While some of that can be attributed to Philadelphia's health, I don't think that was the proper response to the first half. With press man coverage working for most of the first half, I thought the Eagles needed to lean on it more with the season on the line. If you get beat by a talented Saints group, okay. But New Orleans picked up a bunch of long, cheap third downs that shouldn't have been attainable.
Third downs were especially problematic for the Eagles. They forced the Saints into a lot of long third downs, which should have been to their benefit. It only ended up making the inevitable conversions hurt more.
Honestly, I don't know how much more you could have asked from them anyway. They got hit with a ton of impactful injuries and were already thin to begin with. In that respect, their fight was admirable. Talent just won out in the end.
• That being said, I'm going to have nightmares about Michael Thomas for weeks. How the Eagles let him get free on third down after third down is beyond me.
• Crowd noise might honestly be the story of that game, right next to injuries. With the crowd quieted early by a couple big plays, the Eagles were able to march up and down the field with ease. Once the Saints grabbed hold of a sliver of momentum, the Superdome was rocking, and it totally screwed up Philadelphia's offense.
Self-inflicted penalties were taken across the offensive line, with the aforementioned timeout, and with several plays where it looked like Philly wideouts were unsure of where they were supposed to be and when. Credit to the crowd in New Orleans for rising to the occasion, but the Eagles should have been a bit better prepared for this. They knew exactly what the Superdome is like, and that the playoffs are another monster entirely.
• The Eagles would not have had a chance in the world in the playoffs if not for Foles' brilliance down the stretch. But this was not his best game, and it's a bummer that his (likely) final Eagles game will be this one, marred by a bunch of near misses.
Foles started out on fire, aided by a great play-calling mix from the sideline. But things started to go off the rails in the second quarter, and he never really righted the ship. There were several huge plays that he just misfired on, under-throwing players down the sideline that could have hauled in huge receptions. The miss to Nelson Agholor — which probably just needed a half second more of patience — was a good summary of the day. Philadelphia had chances and just didn't hit on them.
It's hard to kill Foles for that, given everything he did to get Philadelphia here in the first place. His legacy in this city is ironclad, and struggling in that environment is understandable. But the Eagles needed elite Foles to keep up with the Saints for four quarters, and he was a mixed bag. 14 points was never going to get it done.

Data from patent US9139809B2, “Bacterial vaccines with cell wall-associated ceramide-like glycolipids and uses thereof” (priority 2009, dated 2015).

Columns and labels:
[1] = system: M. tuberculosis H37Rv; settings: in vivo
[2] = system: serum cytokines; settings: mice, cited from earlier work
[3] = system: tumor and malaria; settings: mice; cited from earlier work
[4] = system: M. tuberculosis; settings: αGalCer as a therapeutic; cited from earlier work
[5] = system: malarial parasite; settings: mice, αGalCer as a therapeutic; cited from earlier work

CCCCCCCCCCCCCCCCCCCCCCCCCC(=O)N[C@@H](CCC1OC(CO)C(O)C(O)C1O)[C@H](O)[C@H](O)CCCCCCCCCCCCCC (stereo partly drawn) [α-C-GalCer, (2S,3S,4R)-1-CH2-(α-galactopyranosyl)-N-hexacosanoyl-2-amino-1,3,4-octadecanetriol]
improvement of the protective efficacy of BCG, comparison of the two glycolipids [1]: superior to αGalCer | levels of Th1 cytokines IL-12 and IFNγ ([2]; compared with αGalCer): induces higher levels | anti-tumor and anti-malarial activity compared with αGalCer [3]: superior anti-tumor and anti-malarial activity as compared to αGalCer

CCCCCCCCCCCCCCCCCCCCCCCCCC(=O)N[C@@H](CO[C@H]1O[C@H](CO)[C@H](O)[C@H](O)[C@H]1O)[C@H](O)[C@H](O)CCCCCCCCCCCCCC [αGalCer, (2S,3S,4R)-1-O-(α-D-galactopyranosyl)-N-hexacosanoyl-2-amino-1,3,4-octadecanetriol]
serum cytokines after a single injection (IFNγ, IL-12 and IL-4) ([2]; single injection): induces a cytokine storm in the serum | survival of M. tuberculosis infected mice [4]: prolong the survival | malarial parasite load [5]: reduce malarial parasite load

• In fairness to Foles, things appeared to finally be moving in the right direction in the game's final minutes. And Alshon Jeffery, who has come up with big catch after big catch over the last two years, had it go right off his hands, killing off the game.
It just wasn't meant to be. Some will question why the Eagles rushed to get a play off before the two-minute warning there, but I'm less concerned with that. They saw a look they liked, Jeffery was wide open, and they just didn't execute on the play. They didn't have it, and sometimes the result of a game is that simple.
(I want to put this out there, by the way — Jeffery gutted it out through a major injury to help the Eagles win a Super Bowl last year. I'm all for criticizing him for the mistake today, but that guy has put himself on the line for his teammates, the franchise, and the city. Make sure you remember that before going after him for what will probably go down as the biggest lowlight of his career.)
• Officials let members of the secondary clutch-and-grab pretty much all game. So their selective enforcement of defensive holding, particularly on the penalty Rasul Douglas picked up early in the second half. Douglas drew a flag for minimal contact that was inconsequential, but the officials saw fit to bail out a stagnant start to the drive from New Orleans anyway.
Do you want to call it tight? Fine. Show me some consistency, then. There was none in New Orleans.
• Too many injuries to even list here without being excessive. Health was a huge factor in this game, and the Eagles still fought until the end. This group has a ton of pride, and they should be commended for it.